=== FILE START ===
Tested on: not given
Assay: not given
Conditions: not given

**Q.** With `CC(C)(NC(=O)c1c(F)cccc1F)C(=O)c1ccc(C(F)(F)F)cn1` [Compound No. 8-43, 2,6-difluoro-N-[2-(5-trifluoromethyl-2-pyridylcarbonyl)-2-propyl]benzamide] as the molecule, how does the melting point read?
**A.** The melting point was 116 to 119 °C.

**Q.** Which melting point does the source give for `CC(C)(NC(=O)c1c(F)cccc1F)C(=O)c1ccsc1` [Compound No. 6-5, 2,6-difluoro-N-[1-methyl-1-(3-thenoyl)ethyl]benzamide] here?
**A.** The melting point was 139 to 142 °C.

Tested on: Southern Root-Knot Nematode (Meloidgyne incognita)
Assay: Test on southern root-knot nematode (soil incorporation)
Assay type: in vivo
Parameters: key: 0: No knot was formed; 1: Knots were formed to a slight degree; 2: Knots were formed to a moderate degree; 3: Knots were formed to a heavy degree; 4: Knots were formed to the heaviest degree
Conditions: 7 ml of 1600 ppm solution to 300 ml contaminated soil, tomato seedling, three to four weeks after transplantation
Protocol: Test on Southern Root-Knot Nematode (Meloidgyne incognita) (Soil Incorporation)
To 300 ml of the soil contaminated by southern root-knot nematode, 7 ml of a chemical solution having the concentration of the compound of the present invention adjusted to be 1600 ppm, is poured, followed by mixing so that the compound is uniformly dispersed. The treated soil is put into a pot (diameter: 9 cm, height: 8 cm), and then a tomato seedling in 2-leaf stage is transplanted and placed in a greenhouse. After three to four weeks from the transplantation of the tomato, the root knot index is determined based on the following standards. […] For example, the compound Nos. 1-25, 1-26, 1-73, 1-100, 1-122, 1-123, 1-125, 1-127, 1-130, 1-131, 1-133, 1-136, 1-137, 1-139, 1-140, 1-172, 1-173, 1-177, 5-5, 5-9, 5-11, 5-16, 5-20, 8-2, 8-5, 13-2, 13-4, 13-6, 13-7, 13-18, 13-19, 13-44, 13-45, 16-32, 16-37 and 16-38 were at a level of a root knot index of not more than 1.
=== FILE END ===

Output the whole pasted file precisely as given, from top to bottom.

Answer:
Tested on: not given
Assay: not given
Conditions: not given

**Q.** With `CC(C)(NC(=O)c1c(F)cccc1F)C(=O)c1ccc(C(F)(F)F)cn1` [Compound No. 8-43, 2,6-difluoro-N-[2-(5-trifluoromethyl-2-pyridylcarbonyl)-2-propyl]benzamide] as the molecule, how does the melting point read?
**A.** The melting point was 116 to 119 °C.

**Q.** Which melting point does the source give for `CC(C)(NC(=O)c1c(F)cccc1F)C(=O)c1ccsc1` [Compound No. 6-5, 2,6-difluoro-N-[1-methyl-1-(3-thenoyl)ethyl]benzamide] here?
**A.** The melting point was 139 to 142 °C.

Tested on: Southern Root-Knot Nematode (Meloidgyne incognita)
Assay: Test on southern root-knot nematode (soil incorporation)
Assay type: in vivo
Parameters: key: 0: No knot was formed; 1: Knots were formed to a slight degree; 2: Knots were formed to a moderate degree; 3: Knots were formed to a heavy degree; 4: Knots were formed to the heaviest degree
Conditions: 7 ml of 1600 ppm solution to 300 ml contaminated soil, tomato seedling, three to four weeks after transplantation
Protocol: Test on Southern Root-Knot Nematode (Meloidgyne incognita) (Soil Incorporation)
To 300 ml of the soil contaminated by southern root-knot nematode, 7 ml of a chemical solution having the concentration of the compound of the present invention adjusted to be 1600 ppm, is poured, followed by mixing so that the compound is uniformly dispersed. The treated soil is put into a pot (diameter: 9 cm, height: 8 cm), and then a tomato seedling in 2-leaf stage is transplanted and placed in a greenhouse. After three to four weeks from the transplantation of the tomato, the root knot index is determined based on the following standards. […] For example, the compound Nos. 1-25, 1-26, 1-73, 1-100, 1-122, 1-123, 1-125, 1-127, 1-130, 1-131, 1-133, 1-136, 1-137, 1-139, 1-140, 1-172, 1-173, 1-177, 5-5, 5-9, 5-11, 5-16, 5-20, 8-2, 8-5, 13-2, 13-4, 13-6, 13-7, 13-18, 13-19, 13-44, 13-45, 16-32, 16-37 and 16-38 were at a level of a root knot index of not more than 1.